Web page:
Andrew Wardle created Wordle for his girlfriend, who loved word puzzle games, but could never find an online one that stayed fresh after a while. Wordle was planned, built and published for a target audience of one person, yet it has been adopted and adored by millions of people worldwide. This is why Wordle feels so purpose-built – its audience of one made it easy to finish based on what Mr Wardle’s girlfriend loved and hated.
When creating content or products for social media, it’s completely understandable and normal for you to be concerned about the reaction of your audience. After all, they indirectly control your success, and everyone likes different things. Some people might love it, some might hate it. However, if you get too drawn into this, you could end up creating media or a product that is far too general – you try to satisfy everyone, but in the process of doing so, satisfy nobody and are unable to stand out from the crowd.
When planning media for social platforms, you should always be aware of what your current followers enjoy, but don’t overthink it past that point. Ultimately, social media platforms for brands fall into retention marketing, so as long as you’re satisfying and retaining your current audience and maintaining a slow but steady level of growth, you’re doing it right.
Wordle is not a new concept for a game. Word games have existed for almost as long as words have, and the format of Wordle itself is a reskin of a classic pencil-and-paper game called Bulls & Cows, as well as game shows such as Lingo and Jotto. Mr Wardle drew from these old examples and remastered them for a digital, always-online age, building on their strengths (addictiveness & limited consumption) while tweaking or removing their drawbacks (the 2-player aspect of Bulls & Cows).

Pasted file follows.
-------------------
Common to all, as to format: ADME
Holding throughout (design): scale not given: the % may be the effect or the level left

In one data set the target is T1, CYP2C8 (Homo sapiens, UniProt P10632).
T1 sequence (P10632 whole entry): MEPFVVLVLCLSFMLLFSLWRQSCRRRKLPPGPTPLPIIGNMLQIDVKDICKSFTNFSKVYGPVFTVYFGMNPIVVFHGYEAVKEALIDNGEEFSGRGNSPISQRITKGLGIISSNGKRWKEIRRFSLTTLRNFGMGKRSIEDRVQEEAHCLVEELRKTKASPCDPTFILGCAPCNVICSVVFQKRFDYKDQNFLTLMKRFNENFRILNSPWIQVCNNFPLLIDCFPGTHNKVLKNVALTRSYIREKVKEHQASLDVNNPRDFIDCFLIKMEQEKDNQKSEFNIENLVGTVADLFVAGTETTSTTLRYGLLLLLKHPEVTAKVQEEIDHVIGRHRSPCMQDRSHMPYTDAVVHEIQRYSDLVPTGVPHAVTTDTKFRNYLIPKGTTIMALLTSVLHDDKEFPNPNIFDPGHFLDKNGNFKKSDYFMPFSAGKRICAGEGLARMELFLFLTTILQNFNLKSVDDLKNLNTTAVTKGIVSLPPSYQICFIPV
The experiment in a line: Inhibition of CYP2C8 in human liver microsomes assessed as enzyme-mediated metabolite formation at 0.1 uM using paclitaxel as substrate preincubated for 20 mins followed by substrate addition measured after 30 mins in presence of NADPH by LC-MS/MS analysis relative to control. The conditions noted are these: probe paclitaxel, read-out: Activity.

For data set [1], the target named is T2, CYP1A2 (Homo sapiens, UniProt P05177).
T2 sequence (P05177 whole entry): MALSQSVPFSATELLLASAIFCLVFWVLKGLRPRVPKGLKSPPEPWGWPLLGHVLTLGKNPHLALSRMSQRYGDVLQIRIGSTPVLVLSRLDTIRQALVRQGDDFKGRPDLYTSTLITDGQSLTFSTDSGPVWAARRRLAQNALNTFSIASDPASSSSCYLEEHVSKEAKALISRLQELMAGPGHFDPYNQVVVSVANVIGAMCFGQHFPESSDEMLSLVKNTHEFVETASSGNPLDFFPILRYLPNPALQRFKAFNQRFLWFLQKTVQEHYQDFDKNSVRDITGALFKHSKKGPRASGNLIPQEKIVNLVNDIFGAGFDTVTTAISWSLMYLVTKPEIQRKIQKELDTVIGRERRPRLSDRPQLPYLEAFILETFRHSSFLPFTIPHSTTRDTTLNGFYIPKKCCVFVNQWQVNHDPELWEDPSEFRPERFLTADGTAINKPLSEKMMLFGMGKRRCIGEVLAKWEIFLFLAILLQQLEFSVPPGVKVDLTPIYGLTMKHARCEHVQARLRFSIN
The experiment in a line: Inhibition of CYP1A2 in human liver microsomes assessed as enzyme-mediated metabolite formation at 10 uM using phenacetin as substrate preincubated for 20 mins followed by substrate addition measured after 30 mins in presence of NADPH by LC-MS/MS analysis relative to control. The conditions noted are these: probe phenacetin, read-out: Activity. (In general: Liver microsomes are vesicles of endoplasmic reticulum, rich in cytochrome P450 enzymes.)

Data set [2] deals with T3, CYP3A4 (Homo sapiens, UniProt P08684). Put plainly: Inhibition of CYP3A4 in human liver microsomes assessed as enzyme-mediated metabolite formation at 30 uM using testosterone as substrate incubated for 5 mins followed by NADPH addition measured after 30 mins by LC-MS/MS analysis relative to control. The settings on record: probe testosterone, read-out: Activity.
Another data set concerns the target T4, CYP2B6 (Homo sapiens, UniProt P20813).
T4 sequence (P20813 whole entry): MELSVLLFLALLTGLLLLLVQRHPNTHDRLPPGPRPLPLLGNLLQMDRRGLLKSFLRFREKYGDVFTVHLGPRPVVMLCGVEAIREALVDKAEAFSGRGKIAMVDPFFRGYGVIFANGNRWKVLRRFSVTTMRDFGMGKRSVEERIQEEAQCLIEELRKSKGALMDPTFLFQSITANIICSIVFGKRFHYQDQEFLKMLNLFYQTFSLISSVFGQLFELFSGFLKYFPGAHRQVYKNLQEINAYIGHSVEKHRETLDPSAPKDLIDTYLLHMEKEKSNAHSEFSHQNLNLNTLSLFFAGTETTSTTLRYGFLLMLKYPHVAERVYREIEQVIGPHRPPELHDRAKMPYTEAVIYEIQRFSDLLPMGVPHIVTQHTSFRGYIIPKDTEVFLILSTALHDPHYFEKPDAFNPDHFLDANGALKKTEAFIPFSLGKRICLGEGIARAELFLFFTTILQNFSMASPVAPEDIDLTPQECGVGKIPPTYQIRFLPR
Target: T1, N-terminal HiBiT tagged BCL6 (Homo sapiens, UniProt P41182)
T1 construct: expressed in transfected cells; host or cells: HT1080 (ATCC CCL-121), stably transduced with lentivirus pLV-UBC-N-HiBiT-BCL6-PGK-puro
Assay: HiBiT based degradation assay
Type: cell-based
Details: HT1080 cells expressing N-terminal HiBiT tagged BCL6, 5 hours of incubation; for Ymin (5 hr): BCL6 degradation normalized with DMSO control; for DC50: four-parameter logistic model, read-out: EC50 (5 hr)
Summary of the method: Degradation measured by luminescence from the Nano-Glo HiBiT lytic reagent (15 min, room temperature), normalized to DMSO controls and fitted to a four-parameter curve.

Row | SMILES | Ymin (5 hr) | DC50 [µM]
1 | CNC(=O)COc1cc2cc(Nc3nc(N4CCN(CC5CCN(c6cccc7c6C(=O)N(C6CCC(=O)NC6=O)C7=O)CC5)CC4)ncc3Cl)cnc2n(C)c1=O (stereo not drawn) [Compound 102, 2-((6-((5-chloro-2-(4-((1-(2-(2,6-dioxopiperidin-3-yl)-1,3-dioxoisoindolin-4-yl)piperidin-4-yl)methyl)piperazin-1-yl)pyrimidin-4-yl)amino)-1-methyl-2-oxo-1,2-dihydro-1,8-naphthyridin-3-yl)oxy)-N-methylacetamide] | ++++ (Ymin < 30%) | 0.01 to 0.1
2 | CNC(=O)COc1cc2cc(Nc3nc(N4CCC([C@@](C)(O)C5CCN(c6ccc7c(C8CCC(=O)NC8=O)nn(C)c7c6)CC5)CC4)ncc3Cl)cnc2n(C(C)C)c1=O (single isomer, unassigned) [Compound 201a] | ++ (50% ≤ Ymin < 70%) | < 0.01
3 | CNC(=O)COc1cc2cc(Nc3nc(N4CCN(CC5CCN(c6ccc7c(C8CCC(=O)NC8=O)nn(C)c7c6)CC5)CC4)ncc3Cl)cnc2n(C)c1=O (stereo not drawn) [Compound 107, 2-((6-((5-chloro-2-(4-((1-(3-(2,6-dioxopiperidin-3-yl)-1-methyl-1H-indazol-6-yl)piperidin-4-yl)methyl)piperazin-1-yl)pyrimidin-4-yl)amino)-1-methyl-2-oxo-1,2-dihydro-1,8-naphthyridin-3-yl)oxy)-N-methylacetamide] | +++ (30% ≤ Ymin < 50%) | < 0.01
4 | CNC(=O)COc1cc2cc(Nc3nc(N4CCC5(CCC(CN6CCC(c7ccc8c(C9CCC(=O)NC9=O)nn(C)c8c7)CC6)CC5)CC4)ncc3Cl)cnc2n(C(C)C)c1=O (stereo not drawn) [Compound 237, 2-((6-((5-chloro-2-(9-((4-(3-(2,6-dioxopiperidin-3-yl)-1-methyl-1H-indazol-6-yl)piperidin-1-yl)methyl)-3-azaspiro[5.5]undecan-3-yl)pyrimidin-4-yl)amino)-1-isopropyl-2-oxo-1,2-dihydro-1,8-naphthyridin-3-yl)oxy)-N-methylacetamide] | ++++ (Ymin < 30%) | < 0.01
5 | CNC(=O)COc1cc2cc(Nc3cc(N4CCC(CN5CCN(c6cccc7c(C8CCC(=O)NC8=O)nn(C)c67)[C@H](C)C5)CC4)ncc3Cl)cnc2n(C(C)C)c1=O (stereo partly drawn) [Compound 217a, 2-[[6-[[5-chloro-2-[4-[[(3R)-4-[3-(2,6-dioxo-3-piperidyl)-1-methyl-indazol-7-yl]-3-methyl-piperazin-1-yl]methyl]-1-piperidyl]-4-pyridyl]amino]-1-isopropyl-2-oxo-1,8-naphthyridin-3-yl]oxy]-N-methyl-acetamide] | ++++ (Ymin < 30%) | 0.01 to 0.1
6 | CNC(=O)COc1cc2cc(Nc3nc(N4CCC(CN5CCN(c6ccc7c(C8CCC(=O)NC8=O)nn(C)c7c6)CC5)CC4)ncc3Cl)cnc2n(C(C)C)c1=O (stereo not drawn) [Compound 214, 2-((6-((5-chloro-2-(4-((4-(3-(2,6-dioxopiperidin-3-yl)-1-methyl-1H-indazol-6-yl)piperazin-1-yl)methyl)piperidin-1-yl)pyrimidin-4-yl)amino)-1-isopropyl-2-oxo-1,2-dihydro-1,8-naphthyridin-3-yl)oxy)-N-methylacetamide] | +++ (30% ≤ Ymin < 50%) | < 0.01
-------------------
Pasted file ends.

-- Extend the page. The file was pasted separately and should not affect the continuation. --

This is not an anomaly – many successful ideas do not come from completely new ideas themselves, but instead, build or remix previous ideas that were successful. Mr Wardle struck the perfect balance between making something that is new (a game like Wordle was not prominently known on the internet beforehand) and making something that is familiar. Even if you had never played Bulls & Cows or watched an episode of Jotto before, you could pick up Wordle, and by your second puzzle, know exactly what you’re doing and what the aim is.
On social media, some of the most popular and viral posts are memes. Simple, shareable and humorous, they tick all the boxes for what makes for a hit on a social media platform. And, it’s no surprise that as soon as Wordle started picking up steam, the memes soon followed.
The square emojis used to lay out your results make up the majority of these – from someone comparing the squares to the containers stuck on the Ever Given in the Suez Canal, to brands building pictures out of them, Wordle’s simple layout and ease of access lent itself perfectly to being the subject of memes.
This was brilliant free promotion for Mr Wardle, as many of these tweets would go viral – many of these Tweets would easily pass 50,000 or even 100,000 likes. In going viral, Wordle was exposed to millions of potential players every day – even if only 1 out of every 100 people went on to look Wordle up and started playing it, Wordle could still be gaining thousands of new players consistently.
If you can build a community around your product or posts, the chances of fan-made memes increase, and so does your chance of your product being the subject of a viral post. It’s yet another reason why nurturing a loyal and friendly community around your product or pages is so important, as it can save you a lot of time and work in the future.